Tiger Woods explains what his PGA Tour return might look like
In the week since Tiger Woods posted a video to his social media feeds of him hitting a full-swing wedge shot, the entire golf world has had to wonder what it could mean for his prospects as a competitor. At least one optimistic bettor even placed a wager on Woods to win the 2022 Masters.
Well, we didn’t have to wait long for more details from the man himself. Woods spoke about his recent travails with Golf Digest in an interview published Monday. The long and short of it is that after slowly recovering from his February car accident, Woods believes he could potentially compete in a few PGA Tour events a year. But playing the Tour on a full-time basis, like the 18 events he played in 2018, is not realistic.
“I have so far to go … I’m not even at the halfway point,” Woods said. “I have so much more muscle development and nerve development that I have to do in my leg. At the same time, I’ve had five back operations, so I’m having to deal with that.”
So, what is realistic? That was a natural next question for GolfTV’s Henni Koyack, the interviewer.
“I think something that is realistic is playing the Tour one day — never full time, ever again — but pick and choose, just like Mr. [Ben] Hogan did,” Woods said. “Pick and choose a few events a year and you play around that. You practice around that, and you gear yourself up for that. I think that’s how I’m going to have to play it from now on. It’s an unfortunate reality, but it’s my reality. And I understand it, and I accept it. I just hope I can have it time up at the right tournament.”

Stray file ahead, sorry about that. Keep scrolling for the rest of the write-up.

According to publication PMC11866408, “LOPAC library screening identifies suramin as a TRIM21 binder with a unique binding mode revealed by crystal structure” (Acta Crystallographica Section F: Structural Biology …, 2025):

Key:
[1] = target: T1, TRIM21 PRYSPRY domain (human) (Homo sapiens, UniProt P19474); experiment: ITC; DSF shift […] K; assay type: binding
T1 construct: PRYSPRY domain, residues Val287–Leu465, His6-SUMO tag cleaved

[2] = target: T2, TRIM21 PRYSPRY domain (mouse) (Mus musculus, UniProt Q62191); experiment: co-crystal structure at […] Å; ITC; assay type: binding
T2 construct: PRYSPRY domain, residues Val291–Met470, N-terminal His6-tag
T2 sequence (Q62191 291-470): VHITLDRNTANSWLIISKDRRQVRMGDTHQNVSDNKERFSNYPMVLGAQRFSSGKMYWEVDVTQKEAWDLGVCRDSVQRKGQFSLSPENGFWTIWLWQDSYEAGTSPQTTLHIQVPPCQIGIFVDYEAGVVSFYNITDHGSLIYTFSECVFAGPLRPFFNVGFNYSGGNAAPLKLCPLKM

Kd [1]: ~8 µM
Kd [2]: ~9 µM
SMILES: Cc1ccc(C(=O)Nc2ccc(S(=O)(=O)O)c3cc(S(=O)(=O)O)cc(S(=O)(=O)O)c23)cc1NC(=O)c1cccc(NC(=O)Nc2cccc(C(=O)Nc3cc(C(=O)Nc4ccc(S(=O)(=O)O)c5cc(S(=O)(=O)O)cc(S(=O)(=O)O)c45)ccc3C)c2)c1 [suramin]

Woods stopped short of saying when exactly he thinks he could play on the PGA Tour again, but for Tiger fans, it was plenty of information they’ve been desperate to hear. It is plausible that Woods will play on the PGA Tour again — and he sounds optimistic! — something that seemed far-fetched nine months ago while Woods underwent hours and hours of surgery to fix injuries sustained in his accident.
Despite the long road ahead, Woods appeared content throughout the interview. He said his current health status has kept him from feeling frustrated watching his buddies play on the PGA Tour, because he knows he’s not that close to doing any competing himself.
“Little small goals lead up to bigger goals,” Woods said. “That’s something I learned from Dad. I applied it and it works.”
Woods admitted that those little small goals have been a lot of chipping and putting with his son, Charlie, but noted that it’s not possible for him to grind in practice like he has in the past. He still has his hands, as Woods put it, meaning he still has feel and touch, but there’s plenty more work to be done.
“I’ve made a lot of improvement over the past couple months,” Woods said. “I still have all the shots around the greens as I used to, but I’m not putting in the hours … Instead of being 2-3 feet away, I’m 10-12 feet away. That’s where the Tour level gets separated. That’s gonna take a long time to get back.”